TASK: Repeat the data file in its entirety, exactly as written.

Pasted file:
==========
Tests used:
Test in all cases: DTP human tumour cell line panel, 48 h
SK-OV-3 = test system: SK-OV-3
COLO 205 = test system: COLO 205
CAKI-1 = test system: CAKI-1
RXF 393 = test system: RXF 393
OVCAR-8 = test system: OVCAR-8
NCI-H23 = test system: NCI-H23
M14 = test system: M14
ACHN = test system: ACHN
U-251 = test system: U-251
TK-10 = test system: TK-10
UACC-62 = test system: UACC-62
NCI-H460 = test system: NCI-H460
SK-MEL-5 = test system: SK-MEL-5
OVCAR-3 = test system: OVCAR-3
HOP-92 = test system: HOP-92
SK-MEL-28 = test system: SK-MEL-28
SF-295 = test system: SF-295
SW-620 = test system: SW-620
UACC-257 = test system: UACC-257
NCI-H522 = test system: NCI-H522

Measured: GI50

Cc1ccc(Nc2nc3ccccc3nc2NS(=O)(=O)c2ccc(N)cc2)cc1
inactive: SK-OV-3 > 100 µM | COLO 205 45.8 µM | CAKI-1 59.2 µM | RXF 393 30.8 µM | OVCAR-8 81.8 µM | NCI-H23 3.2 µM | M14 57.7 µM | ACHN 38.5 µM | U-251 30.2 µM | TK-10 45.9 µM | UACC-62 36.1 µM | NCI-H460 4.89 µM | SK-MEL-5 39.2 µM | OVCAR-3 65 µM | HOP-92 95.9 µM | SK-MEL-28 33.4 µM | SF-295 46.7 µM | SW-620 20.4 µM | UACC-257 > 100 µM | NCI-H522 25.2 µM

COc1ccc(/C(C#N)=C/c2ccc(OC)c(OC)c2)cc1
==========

Tests used:
Test in all cases: DTP human tumour cell line panel, 48 h
SK-OV-3 = test system: SK-OV-3
COLO 205 = test system: COLO 205
CAKI-1 = test system: CAKI-1
RXF 393 = test system: RXF 393
OVCAR-8 = test system: OVCAR-8
NCI-H23 = test system: NCI-H23
M14 = test system: M14
ACHN = test system: ACHN
U-251 = test system: U-251
TK-10 = test system: TK-10
UACC-62 = test system: UACC-62
NCI-H460 = test system: NCI-H460
SK-MEL-5 = test system: SK-MEL-5
OVCAR-3 = test system: OVCAR-3
HOP-92 = test system: HOP-92
SK-MEL-28 = test system: SK-MEL-28
SF-295 = test system: SF-295
SW-620 = test system: SW-620
UACC-257 = test system: UACC-257
NCI-H522 = test system: NCI-H522

Measured: GI50

Cc1ccc(Nc2nc3ccccc3nc2NS(=O)(=O)c2ccc(N)cc2)cc1
inactive: SK-OV-3 > 100 µM | COLO 205 45.8 µM | CAKI-1 59.2 µM | RXF 393 30.8 µM | OVCAR-8 81.8 µM | NCI-H23 3.2 µM | M14 57.7 µM | ACHN 38.5 µM | U-251 30.2 µM | TK-10 45.9 µM | UACC-62 36.1 µM | NCI-H460 4.89 µM | SK-MEL-5 39.2 µM | OVCAR-3 65 µM | HOP-92 95.9 µM | SK-MEL-28 33.4 µM | SF-295 46.7 µM | SW-620 20.4 µM | UACC-257 > 100 µM | NCI-H522 25.2 µM

COc1ccc(/C(C#N)=C/c2ccc(OC)c(OC)c2)cc1